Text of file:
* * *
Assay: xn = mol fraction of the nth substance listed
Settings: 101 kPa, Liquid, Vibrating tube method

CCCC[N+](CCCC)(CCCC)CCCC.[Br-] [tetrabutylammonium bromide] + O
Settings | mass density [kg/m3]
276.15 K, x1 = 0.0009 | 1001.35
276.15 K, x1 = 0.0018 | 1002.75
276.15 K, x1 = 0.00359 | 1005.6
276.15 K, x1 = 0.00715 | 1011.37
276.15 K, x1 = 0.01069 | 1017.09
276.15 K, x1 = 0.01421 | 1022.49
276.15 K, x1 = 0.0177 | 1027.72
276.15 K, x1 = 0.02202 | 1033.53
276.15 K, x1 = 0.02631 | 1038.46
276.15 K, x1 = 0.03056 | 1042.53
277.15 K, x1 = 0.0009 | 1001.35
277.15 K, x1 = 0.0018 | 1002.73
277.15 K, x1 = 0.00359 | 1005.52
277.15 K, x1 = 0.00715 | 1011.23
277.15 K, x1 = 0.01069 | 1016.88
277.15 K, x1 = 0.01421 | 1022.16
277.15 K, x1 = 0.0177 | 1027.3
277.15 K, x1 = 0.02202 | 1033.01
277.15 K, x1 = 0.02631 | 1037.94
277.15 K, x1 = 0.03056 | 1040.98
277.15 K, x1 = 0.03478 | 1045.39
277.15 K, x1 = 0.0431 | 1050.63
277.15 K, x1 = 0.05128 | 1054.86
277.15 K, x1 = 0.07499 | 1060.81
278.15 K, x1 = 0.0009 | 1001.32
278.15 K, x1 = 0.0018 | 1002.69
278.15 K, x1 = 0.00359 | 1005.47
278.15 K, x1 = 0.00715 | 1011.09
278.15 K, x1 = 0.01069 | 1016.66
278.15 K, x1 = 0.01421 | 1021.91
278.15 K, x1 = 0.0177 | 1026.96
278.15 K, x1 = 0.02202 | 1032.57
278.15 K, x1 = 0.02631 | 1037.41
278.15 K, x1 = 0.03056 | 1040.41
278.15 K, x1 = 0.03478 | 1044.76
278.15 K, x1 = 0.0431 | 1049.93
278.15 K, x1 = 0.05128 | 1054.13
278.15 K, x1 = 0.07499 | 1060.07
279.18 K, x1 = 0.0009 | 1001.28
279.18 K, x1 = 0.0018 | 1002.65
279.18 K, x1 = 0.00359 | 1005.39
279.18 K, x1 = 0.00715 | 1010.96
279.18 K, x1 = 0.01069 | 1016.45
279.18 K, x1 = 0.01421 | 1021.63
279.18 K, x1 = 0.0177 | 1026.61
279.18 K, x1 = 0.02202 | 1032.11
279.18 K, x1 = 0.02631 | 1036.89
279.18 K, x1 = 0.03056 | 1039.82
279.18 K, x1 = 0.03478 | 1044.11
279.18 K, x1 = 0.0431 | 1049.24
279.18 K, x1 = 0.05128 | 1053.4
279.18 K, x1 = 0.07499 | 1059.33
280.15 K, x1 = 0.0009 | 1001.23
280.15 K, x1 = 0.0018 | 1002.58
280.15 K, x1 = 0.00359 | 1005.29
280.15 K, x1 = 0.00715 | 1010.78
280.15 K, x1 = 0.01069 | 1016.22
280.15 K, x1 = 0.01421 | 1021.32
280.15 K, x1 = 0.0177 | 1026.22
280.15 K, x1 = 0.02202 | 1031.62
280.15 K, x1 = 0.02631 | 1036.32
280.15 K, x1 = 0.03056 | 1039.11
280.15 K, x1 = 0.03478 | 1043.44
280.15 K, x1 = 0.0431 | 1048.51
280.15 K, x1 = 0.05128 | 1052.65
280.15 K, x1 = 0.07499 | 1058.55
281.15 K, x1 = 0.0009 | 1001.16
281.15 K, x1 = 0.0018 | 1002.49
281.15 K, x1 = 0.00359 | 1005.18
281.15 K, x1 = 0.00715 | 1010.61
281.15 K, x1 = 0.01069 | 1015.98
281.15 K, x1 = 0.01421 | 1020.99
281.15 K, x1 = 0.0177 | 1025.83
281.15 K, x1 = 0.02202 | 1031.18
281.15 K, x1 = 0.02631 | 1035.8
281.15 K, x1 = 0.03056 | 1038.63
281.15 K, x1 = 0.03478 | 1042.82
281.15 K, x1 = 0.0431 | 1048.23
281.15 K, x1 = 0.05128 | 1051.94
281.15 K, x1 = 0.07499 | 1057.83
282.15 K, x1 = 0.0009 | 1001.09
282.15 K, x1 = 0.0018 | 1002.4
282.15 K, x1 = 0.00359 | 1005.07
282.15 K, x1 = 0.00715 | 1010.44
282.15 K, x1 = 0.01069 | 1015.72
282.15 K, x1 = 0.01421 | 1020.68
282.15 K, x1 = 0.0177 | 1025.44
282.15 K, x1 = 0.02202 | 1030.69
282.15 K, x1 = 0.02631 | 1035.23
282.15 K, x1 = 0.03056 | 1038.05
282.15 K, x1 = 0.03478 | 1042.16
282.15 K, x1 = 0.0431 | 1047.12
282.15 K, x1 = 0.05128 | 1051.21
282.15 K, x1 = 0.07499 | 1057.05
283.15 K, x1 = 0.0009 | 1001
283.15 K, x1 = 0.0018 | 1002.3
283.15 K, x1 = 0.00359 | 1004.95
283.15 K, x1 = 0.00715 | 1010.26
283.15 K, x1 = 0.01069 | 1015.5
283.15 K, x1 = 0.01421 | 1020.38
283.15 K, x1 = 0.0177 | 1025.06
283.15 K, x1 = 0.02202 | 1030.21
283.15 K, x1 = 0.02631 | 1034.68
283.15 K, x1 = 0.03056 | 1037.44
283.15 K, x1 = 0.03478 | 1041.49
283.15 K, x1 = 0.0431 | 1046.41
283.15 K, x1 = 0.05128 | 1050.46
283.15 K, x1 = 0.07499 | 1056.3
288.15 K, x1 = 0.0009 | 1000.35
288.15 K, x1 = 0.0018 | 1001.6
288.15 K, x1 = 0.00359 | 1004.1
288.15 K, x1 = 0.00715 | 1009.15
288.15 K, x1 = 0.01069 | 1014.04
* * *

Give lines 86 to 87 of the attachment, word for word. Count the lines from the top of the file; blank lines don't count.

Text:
282.15 K, x1 = 0.0018 | 1002.4
282.15 K, x1 = 0.00359 | 1005.07